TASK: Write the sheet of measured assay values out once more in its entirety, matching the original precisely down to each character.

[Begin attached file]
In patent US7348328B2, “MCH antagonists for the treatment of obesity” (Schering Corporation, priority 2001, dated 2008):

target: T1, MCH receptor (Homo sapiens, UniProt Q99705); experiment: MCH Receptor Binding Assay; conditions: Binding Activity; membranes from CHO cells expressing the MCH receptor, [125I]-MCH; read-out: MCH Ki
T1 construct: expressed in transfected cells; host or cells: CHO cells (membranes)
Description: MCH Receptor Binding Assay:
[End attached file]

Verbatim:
In patent US7348328B2, “MCH antagonists for the treatment of obesity” (Schering Corporation, priority 2001, dated 2008):

target: T1, MCH receptor (Homo sapiens, UniProt Q99705); experiment: MCH Receptor Binding Assay; conditions: Binding Activity; membranes from CHO cells expressing the MCH receptor, [125I]-MCH; read-out: MCH Ki
T1 construct: expressed in transfected cells; host or cells: CHO cells (membranes)
Description: MCH Receptor Binding Assay: